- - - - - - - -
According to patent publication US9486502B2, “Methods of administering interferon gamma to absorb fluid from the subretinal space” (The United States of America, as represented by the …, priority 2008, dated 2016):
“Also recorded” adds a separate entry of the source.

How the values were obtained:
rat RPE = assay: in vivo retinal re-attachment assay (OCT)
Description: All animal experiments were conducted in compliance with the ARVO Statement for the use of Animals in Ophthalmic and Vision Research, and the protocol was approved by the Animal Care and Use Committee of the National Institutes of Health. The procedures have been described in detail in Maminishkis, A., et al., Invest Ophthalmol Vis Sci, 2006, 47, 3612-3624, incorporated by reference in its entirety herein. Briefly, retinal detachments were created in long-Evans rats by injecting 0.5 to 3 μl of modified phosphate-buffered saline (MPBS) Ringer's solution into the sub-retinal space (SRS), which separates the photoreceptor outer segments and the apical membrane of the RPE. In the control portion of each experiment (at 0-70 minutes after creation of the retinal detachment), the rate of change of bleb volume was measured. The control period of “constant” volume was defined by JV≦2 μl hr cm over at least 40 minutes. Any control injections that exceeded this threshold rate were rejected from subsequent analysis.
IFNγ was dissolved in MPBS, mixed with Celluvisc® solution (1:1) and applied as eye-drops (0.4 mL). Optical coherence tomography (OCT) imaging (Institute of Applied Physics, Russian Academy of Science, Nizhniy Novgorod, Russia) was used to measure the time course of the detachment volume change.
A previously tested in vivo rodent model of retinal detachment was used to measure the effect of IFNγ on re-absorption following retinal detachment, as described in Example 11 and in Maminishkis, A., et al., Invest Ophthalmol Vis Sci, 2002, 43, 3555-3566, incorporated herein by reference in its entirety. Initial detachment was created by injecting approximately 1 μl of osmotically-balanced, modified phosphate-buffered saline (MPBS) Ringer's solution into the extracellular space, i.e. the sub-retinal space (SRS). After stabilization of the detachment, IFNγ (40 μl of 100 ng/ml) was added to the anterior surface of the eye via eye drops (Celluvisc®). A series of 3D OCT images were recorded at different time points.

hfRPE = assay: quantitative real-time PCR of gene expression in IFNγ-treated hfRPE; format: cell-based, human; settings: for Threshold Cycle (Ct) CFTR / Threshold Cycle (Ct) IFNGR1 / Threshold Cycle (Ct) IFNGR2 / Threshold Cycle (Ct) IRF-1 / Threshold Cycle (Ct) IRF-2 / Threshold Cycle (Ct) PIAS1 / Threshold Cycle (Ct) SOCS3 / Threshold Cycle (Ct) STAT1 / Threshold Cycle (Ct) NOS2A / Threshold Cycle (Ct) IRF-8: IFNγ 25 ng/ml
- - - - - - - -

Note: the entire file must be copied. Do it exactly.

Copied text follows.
According to patent publication US9486502B2, “Methods of administering interferon gamma to absorb fluid from the subretinal space” (The United States of America, as represented by the …, priority 2008, dated 2016):
“Also recorded” adds a separate entry of the source.

How the values were obtained:
rat RPE = assay: in vivo retinal re-attachment assay (OCT)
Description: All animal experiments were conducted in compliance with the ARVO Statement for the use of Animals in Ophthalmic and Vision Research, and the protocol was approved by the Animal Care and Use Committee of the National Institutes of Health. The procedures have been described in detail in Maminishkis, A., et al., Invest Ophthalmol Vis Sci, 2006, 47, 3612-3624, incorporated by reference in its entirety herein. Briefly, retinal detachments were created in long-Evans rats by injecting 0.5 to 3 μl of modified phosphate-buffered saline (MPBS) Ringer's solution into the sub-retinal space (SRS), which separates the photoreceptor outer segments and the apical membrane of the RPE. In the control portion of each experiment (at 0-70 minutes after creation of the retinal detachment), the rate of change of bleb volume was measured. The control period of “constant” volume was defined by JV≦2 μl hr cm over at least 40 minutes. Any control injections that exceeded this threshold rate were rejected from subsequent analysis.
IFNγ was dissolved in MPBS, mixed with Celluvisc® solution (1:1) and applied as eye-drops (0.4 mL). Optical coherence tomography (OCT) imaging (Institute of Applied Physics, Russian Academy of Science, Nizhniy Novgorod, Russia) was used to measure the time course of the detachment volume change.
A previously tested in vivo rodent model of retinal detachment was used to measure the effect of IFNγ on re-absorption following retinal detachment, as described in Example 11 and in Maminishkis, A., et al., Invest Ophthalmol Vis Sci, 2002, 43, 3555-3566, incorporated herein by reference in its entirety. Initial detachment was created by injecting approximately 1 μl of osmotically-balanced, modified phosphate-buffered saline (MPBS) Ringer's solution into the extracellular space, i.e. the sub-retinal space (SRS). After stabilization of the detachment, IFNγ (40 μl of 100 ng/ml) was added to the anterior surface of the eye via eye drops (Celluvisc®). A series of 3D OCT images were recorded at different time points.

hfRPE = assay: quantitative real-time PCR of gene expression in IFNγ-treated hfRPE; format: cell-based, human; settings: for Threshold Cycle (Ct) CFTR / Threshold Cycle (Ct) IFNGR1 / Threshold Cycle (Ct) IFNGR2 / Threshold Cycle (Ct) IRF-1 / Threshold Cycle (Ct) IRF-2 / Threshold Cycle (Ct) PIAS1 / Threshold Cycle (Ct) SOCS3 / Threshold Cycle (Ct) STAT1 / Threshold Cycle (Ct) NOS2A / Threshold Cycle (Ct) IRF-8: IFNγ 25 ng/ml